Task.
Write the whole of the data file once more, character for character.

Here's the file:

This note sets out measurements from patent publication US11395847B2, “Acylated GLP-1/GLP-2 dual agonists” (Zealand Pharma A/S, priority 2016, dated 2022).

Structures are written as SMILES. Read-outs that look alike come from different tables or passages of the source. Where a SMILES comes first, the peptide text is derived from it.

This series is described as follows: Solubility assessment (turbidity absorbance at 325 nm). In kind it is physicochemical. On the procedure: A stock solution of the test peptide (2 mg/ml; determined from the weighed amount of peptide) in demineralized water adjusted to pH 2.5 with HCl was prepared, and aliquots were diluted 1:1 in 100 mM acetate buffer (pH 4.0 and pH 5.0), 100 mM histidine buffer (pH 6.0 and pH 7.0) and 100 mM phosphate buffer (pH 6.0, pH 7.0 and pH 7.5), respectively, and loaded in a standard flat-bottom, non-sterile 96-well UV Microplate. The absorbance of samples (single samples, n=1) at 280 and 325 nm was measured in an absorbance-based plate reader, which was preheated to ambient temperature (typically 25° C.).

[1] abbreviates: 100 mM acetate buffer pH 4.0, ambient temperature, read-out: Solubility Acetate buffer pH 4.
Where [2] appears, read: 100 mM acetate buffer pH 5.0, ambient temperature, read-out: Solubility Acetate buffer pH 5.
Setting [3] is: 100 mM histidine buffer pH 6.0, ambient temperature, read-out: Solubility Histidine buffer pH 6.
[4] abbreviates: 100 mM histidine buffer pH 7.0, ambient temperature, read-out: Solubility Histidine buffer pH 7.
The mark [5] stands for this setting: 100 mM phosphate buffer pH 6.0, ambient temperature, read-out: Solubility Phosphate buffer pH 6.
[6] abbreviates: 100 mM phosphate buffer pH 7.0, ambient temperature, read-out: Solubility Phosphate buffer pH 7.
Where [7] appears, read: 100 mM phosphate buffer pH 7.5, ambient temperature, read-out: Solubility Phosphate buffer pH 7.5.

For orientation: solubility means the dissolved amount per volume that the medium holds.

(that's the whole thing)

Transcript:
This note sets out measurements from patent publication US11395847B2, “Acylated GLP-1/GLP-2 dual agonists” (Zealand Pharma A/S, priority 2016, dated 2022).

Structures are written as SMILES. Read-outs that look alike come from different tables or passages of the source. Where a SMILES comes first, the peptide text is derived from it.

This series is described as follows: Solubility assessment (turbidity absorbance at 325 nm). In kind it is physicochemical. On the procedure: A stock solution of the test peptide (2 mg/ml; determined from the weighed amount of peptide) in demineralized water adjusted to pH 2.5 with HCl was prepared, and aliquots were diluted 1:1 in 100 mM acetate buffer (pH 4.0 and pH 5.0), 100 mM histidine buffer (pH 6.0 and pH 7.0) and 100 mM phosphate buffer (pH 6.0, pH 7.0 and pH 7.5), respectively, and loaded in a standard flat-bottom, non-sterile 96-well UV Microplate. The absorbance of samples (single samples, n=1) at 280 and 325 nm was measured in an absorbance-based plate reader, which was preheated to ambient temperature (typically 25° C.).

[1] abbreviates: 100 mM acetate buffer pH 4.0, ambient temperature, read-out: Solubility Acetate buffer pH 4.
Where [2] appears, read: 100 mM acetate buffer pH 5.0, ambient temperature, read-out: Solubility Acetate buffer pH 5.
Setting [3] is: 100 mM histidine buffer pH 6.0, ambient temperature, read-out: Solubility Histidine buffer pH 6.
[4] abbreviates: 100 mM histidine buffer pH 7.0, ambient temperature, read-out: Solubility Histidine buffer pH 7.
The mark [5] stands for this setting: 100 mM phosphate buffer pH 6.0, ambient temperature, read-out: Solubility Phosphate buffer pH 6.
[6] abbreviates: 100 mM phosphate buffer pH 7.0, ambient temperature, read-out: Solubility Phosphate buffer pH 7.
Where [7] appears, read: 100 mM phosphate buffer pH 7.5, ambient temperature, read-out: Solubility Phosphate buffer pH 7.5.

For orientation: solubility means the dissolved amount per volume that the medium holds.